How Does an Air Amplifier Work?
Air amplifiers or air boosters are ideal for increasing or boosting existing plant air pressures. Each pressure amplifier comprises a spool valve that acts as a 4-way directional control valve. Plant air is supplied to this spool valve, which automatically cycles back and forth. The plant air fed into the spool valve is alternately directed, as the spool cycles to the main air drive piston in the air drive cylinder. This causes the piston to cycle back and forth in the pressure multiplier.
The air intensifier also consists of a high pressure section where the air to be pressurized is supplied. The air flows into the booster’s pressure chamber, through the inlet check valves, on the suction stroke. It is then compressed out of the chamber on the discharge stroke through the outlet check valve. The reciprocating movement of the air drive section, connected directly to the high pressure section, creates a positive displacement of air through the inlet and outlet check valves.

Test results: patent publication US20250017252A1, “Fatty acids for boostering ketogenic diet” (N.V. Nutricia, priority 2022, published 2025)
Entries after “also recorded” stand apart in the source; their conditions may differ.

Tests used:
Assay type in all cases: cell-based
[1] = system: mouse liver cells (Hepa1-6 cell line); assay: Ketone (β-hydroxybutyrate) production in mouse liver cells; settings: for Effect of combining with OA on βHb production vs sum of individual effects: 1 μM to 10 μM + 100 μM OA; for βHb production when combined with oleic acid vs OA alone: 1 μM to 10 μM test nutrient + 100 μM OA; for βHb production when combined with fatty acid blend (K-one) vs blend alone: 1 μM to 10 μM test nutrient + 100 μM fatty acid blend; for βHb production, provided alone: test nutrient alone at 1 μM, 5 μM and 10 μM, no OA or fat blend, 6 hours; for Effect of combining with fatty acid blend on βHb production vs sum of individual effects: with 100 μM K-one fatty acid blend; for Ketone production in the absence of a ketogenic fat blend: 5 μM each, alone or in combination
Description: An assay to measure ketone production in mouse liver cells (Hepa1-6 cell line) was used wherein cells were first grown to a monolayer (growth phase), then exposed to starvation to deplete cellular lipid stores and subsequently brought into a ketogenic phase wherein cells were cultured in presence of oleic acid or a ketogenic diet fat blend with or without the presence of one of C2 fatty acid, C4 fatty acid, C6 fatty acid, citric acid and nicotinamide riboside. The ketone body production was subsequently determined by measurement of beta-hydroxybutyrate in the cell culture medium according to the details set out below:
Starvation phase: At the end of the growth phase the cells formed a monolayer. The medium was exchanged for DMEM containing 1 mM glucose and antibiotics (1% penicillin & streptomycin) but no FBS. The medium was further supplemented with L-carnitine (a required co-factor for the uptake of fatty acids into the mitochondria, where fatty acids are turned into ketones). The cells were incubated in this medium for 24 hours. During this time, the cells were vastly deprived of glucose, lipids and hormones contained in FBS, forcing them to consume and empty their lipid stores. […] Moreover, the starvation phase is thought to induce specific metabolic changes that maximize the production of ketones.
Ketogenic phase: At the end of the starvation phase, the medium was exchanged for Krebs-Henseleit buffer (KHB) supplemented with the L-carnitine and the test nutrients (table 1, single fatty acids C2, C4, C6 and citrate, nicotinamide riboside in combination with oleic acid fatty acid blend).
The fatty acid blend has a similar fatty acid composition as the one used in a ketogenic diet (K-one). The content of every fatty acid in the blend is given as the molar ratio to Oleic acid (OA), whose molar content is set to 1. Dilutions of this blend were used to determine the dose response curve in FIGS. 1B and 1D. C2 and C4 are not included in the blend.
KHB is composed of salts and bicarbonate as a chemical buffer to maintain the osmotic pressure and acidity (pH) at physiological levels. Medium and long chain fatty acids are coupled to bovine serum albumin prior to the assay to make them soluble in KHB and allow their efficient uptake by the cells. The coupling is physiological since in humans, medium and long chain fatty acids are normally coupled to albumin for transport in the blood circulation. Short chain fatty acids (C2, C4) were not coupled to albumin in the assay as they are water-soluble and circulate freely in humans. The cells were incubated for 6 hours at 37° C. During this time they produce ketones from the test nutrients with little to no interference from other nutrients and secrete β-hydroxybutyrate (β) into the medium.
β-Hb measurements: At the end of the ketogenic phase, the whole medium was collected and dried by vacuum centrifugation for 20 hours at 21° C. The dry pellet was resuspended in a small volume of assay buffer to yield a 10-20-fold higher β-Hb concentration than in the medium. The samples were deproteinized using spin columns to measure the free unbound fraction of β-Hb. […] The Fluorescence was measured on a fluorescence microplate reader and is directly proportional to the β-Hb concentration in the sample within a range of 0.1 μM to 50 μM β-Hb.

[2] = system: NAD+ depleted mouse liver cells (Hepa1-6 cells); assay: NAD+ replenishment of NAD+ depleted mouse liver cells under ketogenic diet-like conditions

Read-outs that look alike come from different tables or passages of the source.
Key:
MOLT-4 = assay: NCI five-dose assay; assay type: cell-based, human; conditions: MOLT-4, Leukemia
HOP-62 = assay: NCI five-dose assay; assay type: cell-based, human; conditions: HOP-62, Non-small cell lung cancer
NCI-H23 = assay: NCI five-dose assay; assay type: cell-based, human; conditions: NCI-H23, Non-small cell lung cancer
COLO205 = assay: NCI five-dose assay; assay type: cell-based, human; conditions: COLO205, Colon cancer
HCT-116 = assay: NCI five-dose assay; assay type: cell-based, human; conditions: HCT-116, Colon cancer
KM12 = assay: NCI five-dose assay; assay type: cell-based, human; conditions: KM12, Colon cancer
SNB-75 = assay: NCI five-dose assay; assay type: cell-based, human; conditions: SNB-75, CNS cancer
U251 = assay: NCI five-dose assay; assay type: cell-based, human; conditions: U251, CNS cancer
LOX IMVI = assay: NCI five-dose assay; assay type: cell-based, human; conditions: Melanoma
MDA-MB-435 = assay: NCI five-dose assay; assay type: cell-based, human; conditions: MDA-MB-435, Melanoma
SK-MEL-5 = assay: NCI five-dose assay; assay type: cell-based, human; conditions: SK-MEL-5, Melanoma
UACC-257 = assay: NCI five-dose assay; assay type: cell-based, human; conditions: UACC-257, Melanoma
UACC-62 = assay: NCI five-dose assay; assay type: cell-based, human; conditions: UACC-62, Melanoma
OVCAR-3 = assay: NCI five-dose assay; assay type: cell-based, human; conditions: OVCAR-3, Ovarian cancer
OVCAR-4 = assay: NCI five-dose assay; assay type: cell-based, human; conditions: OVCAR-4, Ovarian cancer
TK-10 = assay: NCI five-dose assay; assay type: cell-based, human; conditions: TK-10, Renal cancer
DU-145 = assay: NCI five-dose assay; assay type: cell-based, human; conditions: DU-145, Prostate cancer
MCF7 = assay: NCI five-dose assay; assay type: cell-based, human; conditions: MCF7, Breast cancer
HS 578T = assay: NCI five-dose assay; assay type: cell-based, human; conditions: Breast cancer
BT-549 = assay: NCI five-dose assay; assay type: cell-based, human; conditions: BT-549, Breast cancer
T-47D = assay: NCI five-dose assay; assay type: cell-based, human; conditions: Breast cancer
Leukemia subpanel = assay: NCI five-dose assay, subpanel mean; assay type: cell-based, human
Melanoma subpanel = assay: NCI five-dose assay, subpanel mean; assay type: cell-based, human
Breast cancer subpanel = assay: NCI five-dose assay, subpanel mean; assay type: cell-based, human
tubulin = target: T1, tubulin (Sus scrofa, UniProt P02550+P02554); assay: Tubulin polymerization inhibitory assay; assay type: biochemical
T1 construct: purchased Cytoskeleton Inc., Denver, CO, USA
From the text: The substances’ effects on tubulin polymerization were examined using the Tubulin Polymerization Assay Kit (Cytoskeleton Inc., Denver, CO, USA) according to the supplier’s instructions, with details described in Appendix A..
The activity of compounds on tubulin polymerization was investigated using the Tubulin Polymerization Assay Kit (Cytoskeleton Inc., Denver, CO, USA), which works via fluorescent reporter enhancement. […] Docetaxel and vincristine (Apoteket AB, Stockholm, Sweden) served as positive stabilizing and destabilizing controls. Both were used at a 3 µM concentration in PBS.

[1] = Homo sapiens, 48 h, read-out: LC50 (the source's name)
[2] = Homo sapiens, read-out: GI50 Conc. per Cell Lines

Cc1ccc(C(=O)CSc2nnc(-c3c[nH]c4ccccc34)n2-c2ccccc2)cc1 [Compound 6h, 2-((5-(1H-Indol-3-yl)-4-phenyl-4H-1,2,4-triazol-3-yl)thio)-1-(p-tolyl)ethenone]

Single and double acting high pressure booster models are available. The single acting compressed air boosters displace air once per full cycle. The double acting high pressure air booster will displace air at every stroke, or twice per cycle, providing higher and more constant flows.
These pneumatic pressure intensifiers can be installed in any position. All connections to the pressure amplifier must be equal to or greater than the inlet and outlet connection ports to prevent starving the booster.
PLEASE NOTE: A dry air spool option is available for very dry air applications or when driving with nitrogen instead of compressed air.
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